Local tech players must invest in research – ITC Boss

    Romeo Bugyei, CEO - IT Consortium

    CEO of IT Consortium (ITC), Romeo Bugyei has called on domestic technology industry players to invest heavily in research and make Ghana a leader in technology on the continent. 

    “We cannot scale up if the government becomes the sole entity putting money into research,” he said, adding “Let’s challenge ourselves as businesses in this country to spend money in research, not just the application of technology but also its development.”

    He was speaking at the launch of the 20th Anniversary of IT Consortium in Accra. IT Consortium is the wholly-owned Ghanaian IT company which provides a wide range of digital solutions to both state and private organization in Ghana and four other countries.

    Romeo Bugyei noted that government’s investment in critical infrastructure has helped to make the industry thrive, and it is time for the players to scale up by, not only consuming research, but also investing in it to put Ghana on the global map.

    He said ITC believes that research and the innovative application of research, will create new technologies to solve the problems of the country.

    “As such we are investing heavily in computer vision, blockchain technology, natural language processing and artificial intelligence in general. We believe in creating the future, not waiting for it. We also believe that as a country we must not only be consumers of technology but also producers of it. This can only be achieved through intentional investment in research by the private sector,” he said.

    Also Read: BoG lauds IT Consortium for role in Ghana.gov creation

    Romeo Bugyei expressed confidence that with the huge digitization drive in the country now being powered by Ghanaian companies and institutions, Ghana is on the right track, and there is hope for the country’s future.


    He attributed what he called the exponential growth of ITC and the progress of the entire local technology space to government’s investment in key infrastructure such as power, internet, centralized database systems, reliable identification systems and recently the Ghana Card.

    “We also acknowledge the work done by our regulator, the Central Bank, bringing confidence into our space and having an open door policy in their dealings with us,” he said.

    The ITC CEO however urged the government to continue to do more so that Ghanaians will progressively own the economy and create hope for the young entrepreneurs in the country.

    “If your country believes in you others will listen to you,” he said.

    Years ago

    The ITC Boss recalled that the technology landscape has come very far in Ghana from the days when no financial institution would allow an entity like ITC to do a direct integration to their systems, to the present where direct integration is now a necessity for relevance.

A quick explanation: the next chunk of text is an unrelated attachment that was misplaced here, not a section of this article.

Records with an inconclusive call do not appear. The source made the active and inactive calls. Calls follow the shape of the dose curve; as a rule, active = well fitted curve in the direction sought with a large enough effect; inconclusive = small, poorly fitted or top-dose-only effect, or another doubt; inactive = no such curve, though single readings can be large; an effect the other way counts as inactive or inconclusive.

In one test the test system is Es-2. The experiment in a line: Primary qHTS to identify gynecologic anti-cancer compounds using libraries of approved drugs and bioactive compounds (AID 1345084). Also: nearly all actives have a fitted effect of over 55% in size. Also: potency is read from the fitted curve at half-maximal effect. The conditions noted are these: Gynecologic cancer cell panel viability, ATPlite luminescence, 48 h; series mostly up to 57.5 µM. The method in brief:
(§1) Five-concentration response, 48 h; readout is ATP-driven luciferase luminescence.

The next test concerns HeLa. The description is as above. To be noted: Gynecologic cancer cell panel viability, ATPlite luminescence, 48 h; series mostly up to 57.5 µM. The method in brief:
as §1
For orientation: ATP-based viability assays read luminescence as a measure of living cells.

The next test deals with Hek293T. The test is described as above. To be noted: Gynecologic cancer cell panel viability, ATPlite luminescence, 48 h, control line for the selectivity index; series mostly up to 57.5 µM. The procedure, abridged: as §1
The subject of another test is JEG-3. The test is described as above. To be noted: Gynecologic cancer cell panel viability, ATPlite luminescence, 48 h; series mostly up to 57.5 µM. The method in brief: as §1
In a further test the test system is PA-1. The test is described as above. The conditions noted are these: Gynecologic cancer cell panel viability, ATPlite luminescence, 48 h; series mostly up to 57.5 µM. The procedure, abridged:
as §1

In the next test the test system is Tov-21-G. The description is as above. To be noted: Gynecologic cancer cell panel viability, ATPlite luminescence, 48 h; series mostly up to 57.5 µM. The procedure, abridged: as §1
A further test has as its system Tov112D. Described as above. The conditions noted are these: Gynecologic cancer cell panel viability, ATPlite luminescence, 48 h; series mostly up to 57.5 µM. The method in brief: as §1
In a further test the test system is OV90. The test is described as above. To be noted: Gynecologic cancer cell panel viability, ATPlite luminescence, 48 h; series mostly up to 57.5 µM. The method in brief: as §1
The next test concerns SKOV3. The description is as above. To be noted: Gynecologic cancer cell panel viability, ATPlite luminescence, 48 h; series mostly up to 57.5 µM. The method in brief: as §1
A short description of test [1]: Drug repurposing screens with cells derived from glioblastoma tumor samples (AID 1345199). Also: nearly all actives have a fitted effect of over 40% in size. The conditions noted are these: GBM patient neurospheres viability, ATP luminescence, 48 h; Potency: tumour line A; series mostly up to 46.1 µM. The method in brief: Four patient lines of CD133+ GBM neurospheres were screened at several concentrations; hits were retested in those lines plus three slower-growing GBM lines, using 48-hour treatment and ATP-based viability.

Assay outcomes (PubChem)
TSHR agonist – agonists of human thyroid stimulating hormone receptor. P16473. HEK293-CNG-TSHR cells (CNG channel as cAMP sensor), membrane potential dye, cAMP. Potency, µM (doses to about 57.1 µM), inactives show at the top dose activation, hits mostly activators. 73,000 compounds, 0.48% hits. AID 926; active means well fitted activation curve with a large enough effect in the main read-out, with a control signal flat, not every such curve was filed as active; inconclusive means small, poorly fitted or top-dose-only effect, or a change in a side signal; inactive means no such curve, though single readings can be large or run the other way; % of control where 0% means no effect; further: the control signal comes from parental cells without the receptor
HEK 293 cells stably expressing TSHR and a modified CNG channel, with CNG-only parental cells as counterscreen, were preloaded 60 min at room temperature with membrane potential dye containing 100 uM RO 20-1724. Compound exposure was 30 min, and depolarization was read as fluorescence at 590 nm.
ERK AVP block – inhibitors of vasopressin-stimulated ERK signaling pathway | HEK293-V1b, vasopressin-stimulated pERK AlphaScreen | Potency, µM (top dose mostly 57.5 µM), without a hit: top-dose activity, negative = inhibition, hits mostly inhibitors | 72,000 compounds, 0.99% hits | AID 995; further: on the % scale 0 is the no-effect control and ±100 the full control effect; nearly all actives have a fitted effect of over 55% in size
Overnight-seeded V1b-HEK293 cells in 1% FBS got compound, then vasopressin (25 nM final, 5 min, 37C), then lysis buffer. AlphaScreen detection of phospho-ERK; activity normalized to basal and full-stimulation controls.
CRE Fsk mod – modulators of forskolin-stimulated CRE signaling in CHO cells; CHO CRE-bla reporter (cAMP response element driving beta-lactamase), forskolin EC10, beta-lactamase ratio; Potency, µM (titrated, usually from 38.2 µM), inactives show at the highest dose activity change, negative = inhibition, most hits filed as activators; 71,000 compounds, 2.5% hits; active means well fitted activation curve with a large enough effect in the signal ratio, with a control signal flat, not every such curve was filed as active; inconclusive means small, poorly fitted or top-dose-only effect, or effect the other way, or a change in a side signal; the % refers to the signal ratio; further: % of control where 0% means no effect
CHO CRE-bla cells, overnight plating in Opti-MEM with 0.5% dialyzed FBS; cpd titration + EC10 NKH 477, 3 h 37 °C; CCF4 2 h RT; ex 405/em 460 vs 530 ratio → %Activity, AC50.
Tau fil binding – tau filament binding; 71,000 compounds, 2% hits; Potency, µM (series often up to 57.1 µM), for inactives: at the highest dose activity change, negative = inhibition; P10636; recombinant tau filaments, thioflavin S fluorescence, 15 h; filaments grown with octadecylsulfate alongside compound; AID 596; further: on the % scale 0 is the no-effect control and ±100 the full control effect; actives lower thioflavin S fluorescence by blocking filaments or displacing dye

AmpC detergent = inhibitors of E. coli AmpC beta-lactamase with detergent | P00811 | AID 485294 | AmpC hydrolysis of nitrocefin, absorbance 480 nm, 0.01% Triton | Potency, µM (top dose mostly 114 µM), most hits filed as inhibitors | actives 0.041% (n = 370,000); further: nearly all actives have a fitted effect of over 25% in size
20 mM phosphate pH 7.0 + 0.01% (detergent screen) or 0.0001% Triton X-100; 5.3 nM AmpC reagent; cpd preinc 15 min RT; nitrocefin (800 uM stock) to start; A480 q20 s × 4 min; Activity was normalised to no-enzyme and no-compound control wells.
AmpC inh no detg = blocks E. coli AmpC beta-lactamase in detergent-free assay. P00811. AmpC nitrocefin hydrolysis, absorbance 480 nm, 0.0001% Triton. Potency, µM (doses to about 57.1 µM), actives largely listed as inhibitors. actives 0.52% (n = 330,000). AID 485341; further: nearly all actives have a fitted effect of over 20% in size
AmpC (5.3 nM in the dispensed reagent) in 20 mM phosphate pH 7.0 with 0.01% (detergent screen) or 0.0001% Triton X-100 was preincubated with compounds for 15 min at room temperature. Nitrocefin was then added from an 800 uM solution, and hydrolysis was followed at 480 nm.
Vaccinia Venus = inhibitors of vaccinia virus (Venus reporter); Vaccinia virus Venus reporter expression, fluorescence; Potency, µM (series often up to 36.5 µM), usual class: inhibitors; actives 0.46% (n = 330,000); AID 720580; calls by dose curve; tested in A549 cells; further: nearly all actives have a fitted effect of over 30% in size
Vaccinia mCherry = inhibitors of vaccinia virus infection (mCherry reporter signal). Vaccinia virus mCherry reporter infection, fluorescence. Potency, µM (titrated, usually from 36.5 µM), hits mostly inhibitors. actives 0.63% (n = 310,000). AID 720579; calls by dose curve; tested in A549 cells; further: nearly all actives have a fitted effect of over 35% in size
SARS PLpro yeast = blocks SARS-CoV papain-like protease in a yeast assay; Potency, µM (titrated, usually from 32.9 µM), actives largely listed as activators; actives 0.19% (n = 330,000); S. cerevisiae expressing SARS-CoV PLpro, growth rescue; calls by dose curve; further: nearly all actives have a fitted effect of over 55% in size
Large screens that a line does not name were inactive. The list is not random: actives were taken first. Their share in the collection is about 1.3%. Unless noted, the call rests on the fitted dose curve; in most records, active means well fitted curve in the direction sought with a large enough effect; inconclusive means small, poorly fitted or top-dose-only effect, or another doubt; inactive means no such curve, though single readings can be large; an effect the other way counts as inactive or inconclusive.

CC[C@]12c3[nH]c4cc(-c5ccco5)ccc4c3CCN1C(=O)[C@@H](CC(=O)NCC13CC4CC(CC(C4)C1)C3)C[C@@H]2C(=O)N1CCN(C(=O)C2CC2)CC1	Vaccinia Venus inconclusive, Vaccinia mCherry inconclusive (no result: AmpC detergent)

He also noted companies have moved from insisting on everything IT installed was installed on their premise but now, connecting to cloud has become a compelling strategy adopted by all, adding that the days of pure cash economy have also given way to a progressive digital economy.

    “We have seen the landscape change from the days where bluechip companies would not consider local technology companies to deliver their solutions, to the present where local companies have the opportunity to bid for high profile technology jobs and even win,” he noted.

    Romeo Bugyei said the Ghanaian technology companies are now holding their own, not just in Ghana but also selling Ghanaian technology outside the shores of this country.


    He said the ITC has survived as a company through collaboration; by not seeking to do everything on their own, but rather focusing on its strengths and relying on the strengths of its partners and even competitors, when need be.

    “Even our competitors are our partners, working together to achieve a common goal,” he said.

    He therefore urged all industry players to continue to work together and keep their eyes on the bigger picture, which is Ghana, to provide opportunities for the younger generation.

    “Let’s believe in this country and work to leave a better technology industry for the future generation,” he said.

    ITC was one of three companies that designed Ghana’s national digital payments platform, Ghana.gov. The two others are Hubtel and ExpressPay, both locally-owned fintechs.

    Through its Transflow platform, ITC powers digital payment for at least 19 commercial banks, 140 rural banks, telcos and several other corporate organizations in the country and elsewhere.

    ITC is the the reason Ghanaians are able to pay utility bills, paid TV services, school fees, apply and pay for passport, drivers license, company registration and make several other payments digitally via either mobile money or even direct from bank accounts.


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